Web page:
Why Mandatory Commercial Recycling Laws Are Good For Business

Stephanie Schwenger

As local governments across the U.S. pursue ambitious waste diversion goals, they are increasingly relying on mandatory recycling laws.

Just last year, the Golden State passed one of the most extensive commercial recycling laws to date,Assembly Bill 341, requiring recycling for California businesses that generate 4 yards or more of garbage per week. The state of Massachusetts plans to require commercial and institutional ventures that dispose at least 1 ton of organic waste per week to donate or divert that waste beginning next year. Similar commercial recycling laws exist or are under consideration in cities and counties across the U.S., from my hometown of Seattle, Washington to Miami-Dade County, Florida.

The patchwork of complex mandatory commercial recycling laws at every jurisdictional level is a headache for anyone managing risk and compliance for a company’s multi-site portfolio. Take the accounting firm, PricewaterhouseCoopers, for example, which reported having to contend with 92 different recycling policies at each of their 92 offices. Despite compliance challenges, these laws can be good for business. How so? Because instituting recycling programs can potentially:

Save You Money on Waste Costs

In many areas around the country, recycling is less expensive than waste disposal (or better yet, offered at no cost). Adding lower-cost or no cost recycling service to manage your business’ waste stream creates opportunities to “right-size” or adjust garbage service to appropriate levels to lower a business’ waste expenses. At Ecova, we’ve found that rightsizing waste services can lead to savings of up to 20% on waste disposal costs. Additionally, if your stores generate large quantities of recyclable material, you may be able to sell that material to offset your disposal costs (or even turn a profit).

Reduce Garbage and Conserve Natural Resources

Mandatory recycling laws are designed to increase diversion from growing landfills and incineration, and to conserve natural resources extracted or processed for raw materials. We have discovered significant opportunities for clients to reduce their garbage disposal and dramatically improve their diversion efforts. In a waste composition study we conducted involving three solid waste audits at different restaurants across the Northwest, we found that only about 10% of waste was being properly diverted when 80% had the potential to be recycled or composted.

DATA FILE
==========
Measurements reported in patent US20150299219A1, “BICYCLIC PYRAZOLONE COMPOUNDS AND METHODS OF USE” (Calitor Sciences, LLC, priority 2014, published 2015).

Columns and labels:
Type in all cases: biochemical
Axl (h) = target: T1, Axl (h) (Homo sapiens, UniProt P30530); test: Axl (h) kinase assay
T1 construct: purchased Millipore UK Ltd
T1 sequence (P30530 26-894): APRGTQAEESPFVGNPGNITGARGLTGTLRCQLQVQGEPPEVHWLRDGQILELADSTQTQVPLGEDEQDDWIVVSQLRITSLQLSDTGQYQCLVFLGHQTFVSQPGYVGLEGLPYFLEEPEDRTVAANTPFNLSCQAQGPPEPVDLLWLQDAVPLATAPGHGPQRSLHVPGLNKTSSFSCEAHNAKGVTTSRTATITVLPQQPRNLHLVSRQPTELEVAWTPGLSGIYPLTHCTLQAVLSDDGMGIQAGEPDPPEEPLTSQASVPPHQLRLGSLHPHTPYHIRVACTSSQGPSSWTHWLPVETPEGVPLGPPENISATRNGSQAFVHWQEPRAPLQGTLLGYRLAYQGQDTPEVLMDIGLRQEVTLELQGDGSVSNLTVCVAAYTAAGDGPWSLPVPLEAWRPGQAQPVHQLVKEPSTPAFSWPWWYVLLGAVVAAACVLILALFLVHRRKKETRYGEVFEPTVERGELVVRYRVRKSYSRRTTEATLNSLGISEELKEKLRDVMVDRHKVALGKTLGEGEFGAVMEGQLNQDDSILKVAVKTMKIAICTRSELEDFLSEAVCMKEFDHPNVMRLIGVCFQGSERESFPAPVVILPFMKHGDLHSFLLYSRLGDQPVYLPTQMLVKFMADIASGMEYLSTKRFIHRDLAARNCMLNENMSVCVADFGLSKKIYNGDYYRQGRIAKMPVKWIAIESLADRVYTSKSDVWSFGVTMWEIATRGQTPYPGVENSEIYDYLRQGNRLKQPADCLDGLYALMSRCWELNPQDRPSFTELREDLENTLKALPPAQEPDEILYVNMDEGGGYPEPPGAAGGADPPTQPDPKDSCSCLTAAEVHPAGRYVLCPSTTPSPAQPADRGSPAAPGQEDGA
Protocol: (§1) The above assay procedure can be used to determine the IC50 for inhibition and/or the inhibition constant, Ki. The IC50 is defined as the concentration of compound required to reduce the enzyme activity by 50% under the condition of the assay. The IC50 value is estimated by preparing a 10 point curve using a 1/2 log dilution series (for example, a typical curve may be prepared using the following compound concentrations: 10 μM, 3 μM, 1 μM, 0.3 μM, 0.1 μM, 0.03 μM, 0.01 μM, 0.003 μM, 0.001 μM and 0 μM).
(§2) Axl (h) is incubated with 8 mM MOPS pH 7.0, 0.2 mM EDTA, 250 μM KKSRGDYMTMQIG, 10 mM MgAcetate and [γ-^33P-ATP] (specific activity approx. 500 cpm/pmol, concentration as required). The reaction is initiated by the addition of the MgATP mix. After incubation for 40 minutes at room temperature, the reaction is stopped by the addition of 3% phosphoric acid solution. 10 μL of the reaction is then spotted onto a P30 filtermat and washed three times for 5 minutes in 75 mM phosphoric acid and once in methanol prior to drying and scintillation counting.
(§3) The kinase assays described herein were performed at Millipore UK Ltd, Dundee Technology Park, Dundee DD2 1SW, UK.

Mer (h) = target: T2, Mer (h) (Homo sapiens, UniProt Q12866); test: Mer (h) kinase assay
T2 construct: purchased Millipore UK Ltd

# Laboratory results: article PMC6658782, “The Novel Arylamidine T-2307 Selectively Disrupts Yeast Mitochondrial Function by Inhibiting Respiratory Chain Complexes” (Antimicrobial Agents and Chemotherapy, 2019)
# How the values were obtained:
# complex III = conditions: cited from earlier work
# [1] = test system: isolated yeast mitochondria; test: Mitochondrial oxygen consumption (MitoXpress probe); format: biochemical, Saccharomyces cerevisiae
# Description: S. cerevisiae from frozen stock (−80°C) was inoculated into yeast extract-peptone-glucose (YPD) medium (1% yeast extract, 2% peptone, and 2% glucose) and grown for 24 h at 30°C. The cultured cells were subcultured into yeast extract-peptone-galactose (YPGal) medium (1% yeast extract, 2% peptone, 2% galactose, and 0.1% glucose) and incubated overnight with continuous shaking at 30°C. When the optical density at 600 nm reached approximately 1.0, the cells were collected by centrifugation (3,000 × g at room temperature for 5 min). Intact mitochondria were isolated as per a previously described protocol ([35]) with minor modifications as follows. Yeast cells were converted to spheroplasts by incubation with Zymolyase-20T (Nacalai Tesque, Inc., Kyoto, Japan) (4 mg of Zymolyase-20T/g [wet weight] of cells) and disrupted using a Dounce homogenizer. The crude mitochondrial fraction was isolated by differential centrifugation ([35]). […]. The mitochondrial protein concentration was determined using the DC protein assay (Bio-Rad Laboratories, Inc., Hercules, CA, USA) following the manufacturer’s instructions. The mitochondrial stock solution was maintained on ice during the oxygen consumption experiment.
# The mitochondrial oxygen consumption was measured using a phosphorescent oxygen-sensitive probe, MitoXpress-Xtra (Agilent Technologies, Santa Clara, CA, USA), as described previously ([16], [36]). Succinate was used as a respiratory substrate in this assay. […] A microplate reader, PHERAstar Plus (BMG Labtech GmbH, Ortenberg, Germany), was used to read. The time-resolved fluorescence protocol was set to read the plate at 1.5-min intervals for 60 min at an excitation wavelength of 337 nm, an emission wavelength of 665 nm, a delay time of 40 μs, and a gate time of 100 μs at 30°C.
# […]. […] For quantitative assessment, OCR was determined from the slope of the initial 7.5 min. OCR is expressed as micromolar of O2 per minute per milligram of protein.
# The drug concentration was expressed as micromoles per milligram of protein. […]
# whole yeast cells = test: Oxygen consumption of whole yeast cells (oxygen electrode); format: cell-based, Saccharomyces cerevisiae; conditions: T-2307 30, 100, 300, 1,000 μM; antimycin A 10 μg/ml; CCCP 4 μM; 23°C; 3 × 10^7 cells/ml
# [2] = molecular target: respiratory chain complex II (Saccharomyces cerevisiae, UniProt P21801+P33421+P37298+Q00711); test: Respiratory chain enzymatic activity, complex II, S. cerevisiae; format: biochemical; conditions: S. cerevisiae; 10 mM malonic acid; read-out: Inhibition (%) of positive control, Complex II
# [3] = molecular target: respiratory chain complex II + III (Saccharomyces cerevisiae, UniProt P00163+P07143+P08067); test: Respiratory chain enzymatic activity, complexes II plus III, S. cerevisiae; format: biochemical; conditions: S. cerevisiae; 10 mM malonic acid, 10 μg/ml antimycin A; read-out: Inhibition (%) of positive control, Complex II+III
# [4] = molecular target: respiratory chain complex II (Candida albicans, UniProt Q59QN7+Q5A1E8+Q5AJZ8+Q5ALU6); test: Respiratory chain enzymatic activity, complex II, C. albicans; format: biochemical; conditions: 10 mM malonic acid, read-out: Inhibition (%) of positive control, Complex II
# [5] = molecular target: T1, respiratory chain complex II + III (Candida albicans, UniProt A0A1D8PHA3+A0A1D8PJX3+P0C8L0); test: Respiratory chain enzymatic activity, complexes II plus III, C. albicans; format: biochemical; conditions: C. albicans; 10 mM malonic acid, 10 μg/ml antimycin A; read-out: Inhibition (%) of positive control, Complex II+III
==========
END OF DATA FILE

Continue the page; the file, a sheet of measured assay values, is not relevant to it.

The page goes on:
Enhance Corporate Sustainability Efforts

Recycling is a highly visible method for demonstrating your company’s commitment to meeting employee and customer expectations for waste diversion. For an increasing number of companies, from Safeway grocery stores to Coca-Cola, recycling is a core component of corporate sustainability strategy and reducing the business’s carbon footprint.

So while at first blush mandatory recycling may seem like a nuisance, if properly implemented and managed, it can be a great opportunity to reduce your waste costs and do something good for the environment while engendering goodwill with your customers.

If you’d like additional information on how we can help you better manage your waste, contact your Ecova client manager or visit our waste management page.

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